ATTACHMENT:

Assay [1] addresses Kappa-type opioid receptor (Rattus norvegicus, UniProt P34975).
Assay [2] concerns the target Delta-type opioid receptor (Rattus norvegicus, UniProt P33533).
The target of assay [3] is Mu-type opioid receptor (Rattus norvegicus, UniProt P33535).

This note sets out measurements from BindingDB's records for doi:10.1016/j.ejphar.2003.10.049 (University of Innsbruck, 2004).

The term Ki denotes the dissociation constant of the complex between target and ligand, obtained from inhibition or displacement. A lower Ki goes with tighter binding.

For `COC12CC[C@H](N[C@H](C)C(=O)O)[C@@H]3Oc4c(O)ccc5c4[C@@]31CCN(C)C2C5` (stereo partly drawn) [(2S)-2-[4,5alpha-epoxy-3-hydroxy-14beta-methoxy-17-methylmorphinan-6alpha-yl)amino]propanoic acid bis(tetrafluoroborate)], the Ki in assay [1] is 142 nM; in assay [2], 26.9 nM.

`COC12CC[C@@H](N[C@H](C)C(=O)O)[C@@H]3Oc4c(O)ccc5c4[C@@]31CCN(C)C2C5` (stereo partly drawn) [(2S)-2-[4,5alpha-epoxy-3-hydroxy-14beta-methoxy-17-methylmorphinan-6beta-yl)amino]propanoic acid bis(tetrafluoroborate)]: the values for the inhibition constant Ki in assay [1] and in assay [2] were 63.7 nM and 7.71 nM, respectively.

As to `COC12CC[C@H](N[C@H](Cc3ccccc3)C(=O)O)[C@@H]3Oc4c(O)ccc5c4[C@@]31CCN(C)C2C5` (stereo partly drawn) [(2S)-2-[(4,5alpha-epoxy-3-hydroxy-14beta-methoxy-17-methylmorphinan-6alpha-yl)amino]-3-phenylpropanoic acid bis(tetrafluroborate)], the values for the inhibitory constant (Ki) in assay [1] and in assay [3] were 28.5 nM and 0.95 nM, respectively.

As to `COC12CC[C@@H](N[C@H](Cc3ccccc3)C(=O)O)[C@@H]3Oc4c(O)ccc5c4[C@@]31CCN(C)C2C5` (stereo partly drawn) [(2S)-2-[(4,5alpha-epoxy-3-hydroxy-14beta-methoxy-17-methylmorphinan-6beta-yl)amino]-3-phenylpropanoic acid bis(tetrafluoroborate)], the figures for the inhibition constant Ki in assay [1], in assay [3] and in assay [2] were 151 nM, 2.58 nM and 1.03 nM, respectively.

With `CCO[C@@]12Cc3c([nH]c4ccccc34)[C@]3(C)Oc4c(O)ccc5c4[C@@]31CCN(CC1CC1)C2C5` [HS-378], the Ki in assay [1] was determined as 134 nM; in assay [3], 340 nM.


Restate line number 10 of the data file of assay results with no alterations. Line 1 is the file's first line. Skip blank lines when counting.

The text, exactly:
With `CCO[C@@]12Cc3c([nH]c4ccccc34)[C@]3(C)Oc4c(O)ccc5c4[C@@]31CCN(CC1CC1)C2C5` [HS-378], the Ki in assay [1] was determined as 134 nM; in assay [3], 340 nM.